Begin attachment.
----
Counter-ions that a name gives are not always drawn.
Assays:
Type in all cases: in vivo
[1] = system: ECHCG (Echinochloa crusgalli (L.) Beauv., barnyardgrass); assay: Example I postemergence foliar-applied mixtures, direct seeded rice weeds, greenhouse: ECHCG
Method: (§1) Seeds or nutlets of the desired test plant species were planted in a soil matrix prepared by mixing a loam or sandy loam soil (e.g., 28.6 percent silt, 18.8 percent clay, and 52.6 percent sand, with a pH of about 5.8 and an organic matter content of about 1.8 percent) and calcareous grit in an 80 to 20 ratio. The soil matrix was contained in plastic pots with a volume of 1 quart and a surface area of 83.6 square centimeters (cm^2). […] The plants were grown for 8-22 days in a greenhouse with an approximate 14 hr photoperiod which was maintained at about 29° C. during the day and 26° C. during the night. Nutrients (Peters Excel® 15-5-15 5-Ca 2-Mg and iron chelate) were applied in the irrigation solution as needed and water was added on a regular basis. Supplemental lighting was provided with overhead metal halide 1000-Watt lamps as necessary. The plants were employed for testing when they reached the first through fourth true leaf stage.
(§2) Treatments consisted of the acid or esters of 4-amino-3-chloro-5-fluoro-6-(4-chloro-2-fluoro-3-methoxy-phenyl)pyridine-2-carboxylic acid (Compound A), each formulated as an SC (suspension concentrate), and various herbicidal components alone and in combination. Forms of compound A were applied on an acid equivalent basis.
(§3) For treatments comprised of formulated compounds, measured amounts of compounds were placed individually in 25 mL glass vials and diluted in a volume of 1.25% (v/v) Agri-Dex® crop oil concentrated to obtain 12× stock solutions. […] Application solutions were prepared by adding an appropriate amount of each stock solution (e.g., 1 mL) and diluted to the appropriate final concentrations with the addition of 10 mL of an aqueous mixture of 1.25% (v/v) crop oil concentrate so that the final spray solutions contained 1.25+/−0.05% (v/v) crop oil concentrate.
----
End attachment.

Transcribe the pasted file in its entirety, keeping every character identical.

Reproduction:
Counter-ions that a name gives are not always drawn.
Assays:
Type in all cases: in vivo
[1] = system: ECHCG (Echinochloa crusgalli (L.) Beauv., barnyardgrass); assay: Example I postemergence foliar-applied mixtures, direct seeded rice weeds, greenhouse: ECHCG
Method: (§1) Seeds or nutlets of the desired test plant species were planted in a soil matrix prepared by mixing a loam or sandy loam soil (e.g., 28.6 percent silt, 18.8 percent clay, and 52.6 percent sand, with a pH of about 5.8 and an organic matter content of about 1.8 percent) and calcareous grit in an 80 to 20 ratio. The soil matrix was contained in plastic pots with a volume of 1 quart and a surface area of 83.6 square centimeters (cm^2). […] The plants were grown for 8-22 days in a greenhouse with an approximate 14 hr photoperiod which was maintained at about 29° C. during the day and 26° C. during the night. Nutrients (Peters Excel® 15-5-15 5-Ca 2-Mg and iron chelate) were applied in the irrigation solution as needed and water was added on a regular basis. Supplemental lighting was provided with overhead metal halide 1000-Watt lamps as necessary. The plants were employed for testing when they reached the first through fourth true leaf stage.
(§2) Treatments consisted of the acid or esters of 4-amino-3-chloro-5-fluoro-6-(4-chloro-2-fluoro-3-methoxy-phenyl)pyridine-2-carboxylic acid (Compound A), each formulated as an SC (suspension concentrate), and various herbicidal components alone and in combination. Forms of compound A were applied on an acid equivalent basis.
(§3) For treatments comprised of formulated compounds, measured amounts of compounds were placed individually in 25 mL glass vials and diluted in a volume of 1.25% (v/v) Agri-Dex® crop oil concentrated to obtain 12× stock solutions. […] Application solutions were prepared by adding an appropriate amount of each stock solution (e.g., 1 mL) and diluted to the appropriate final concentrations with the addition of 10 mL of an aqueous mixture of 1.25% (v/v) crop oil concentrate so that the final spray solutions contained 1.25+/−0.05% (v/v) crop oil concentrate.